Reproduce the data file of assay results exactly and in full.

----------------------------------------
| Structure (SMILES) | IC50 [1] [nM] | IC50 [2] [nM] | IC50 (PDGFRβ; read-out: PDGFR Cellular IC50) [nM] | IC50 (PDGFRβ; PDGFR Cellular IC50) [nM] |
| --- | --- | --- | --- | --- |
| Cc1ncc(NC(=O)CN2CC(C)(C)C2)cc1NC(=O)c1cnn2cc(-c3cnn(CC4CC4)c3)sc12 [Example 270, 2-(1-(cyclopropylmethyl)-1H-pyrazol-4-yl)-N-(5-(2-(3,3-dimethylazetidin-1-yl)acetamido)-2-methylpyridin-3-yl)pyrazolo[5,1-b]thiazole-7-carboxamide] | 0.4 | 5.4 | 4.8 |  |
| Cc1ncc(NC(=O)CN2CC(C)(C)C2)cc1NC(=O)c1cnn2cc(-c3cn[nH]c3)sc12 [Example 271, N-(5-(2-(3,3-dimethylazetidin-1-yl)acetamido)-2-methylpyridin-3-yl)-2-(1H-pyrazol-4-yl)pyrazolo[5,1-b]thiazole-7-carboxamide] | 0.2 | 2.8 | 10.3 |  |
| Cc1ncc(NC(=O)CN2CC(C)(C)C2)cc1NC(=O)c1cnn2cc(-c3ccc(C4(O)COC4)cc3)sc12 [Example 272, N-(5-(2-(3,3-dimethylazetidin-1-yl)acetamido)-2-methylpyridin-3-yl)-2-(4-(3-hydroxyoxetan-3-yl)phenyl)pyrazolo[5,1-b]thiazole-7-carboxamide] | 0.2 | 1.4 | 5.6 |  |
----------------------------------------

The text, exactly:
| Structure (SMILES) | IC50 [1] [nM] | IC50 [2] [nM] | IC50 (PDGFRβ; read-out: PDGFR Cellular IC50) [nM] | IC50 (PDGFRβ; PDGFR Cellular IC50) [nM] |
| --- | --- | --- | --- | --- |
| Cc1ncc(NC(=O)CN2CC(C)(C)C2)cc1NC(=O)c1cnn2cc(-c3cnn(CC4CC4)c3)sc12 [Example 270, 2-(1-(cyclopropylmethyl)-1H-pyrazol-4-yl)-N-(5-(2-(3,3-dimethylazetidin-1-yl)acetamido)-2-methylpyridin-3-yl)pyrazolo[5,1-b]thiazole-7-carboxamide] | 0.4 | 5.4 | 4.8 |  |
| Cc1ncc(NC(=O)CN2CC(C)(C)C2)cc1NC(=O)c1cnn2cc(-c3cn[nH]c3)sc12 [Example 271, N-(5-(2-(3,3-dimethylazetidin-1-yl)acetamido)-2-methylpyridin-3-yl)-2-(1H-pyrazol-4-yl)pyrazolo[5,1-b]thiazole-7-carboxamide] | 0.2 | 2.8 | 10.3 |  |
| Cc1ncc(NC(=O)CN2CC(C)(C)C2)cc1NC(=O)c1cnn2cc(-c3ccc(C4(O)COC4)cc3)sc12 [Example 272, N-(5-(2-(3,3-dimethylazetidin-1-yl)acetamido)-2-methylpyridin-3-yl)-2-(4-(3-hydroxyoxetan-3-yl)phenyl)pyrazolo[5,1-b]thiazole-7-carboxamide] | 0.2 | 1.4 | 5.6 |  |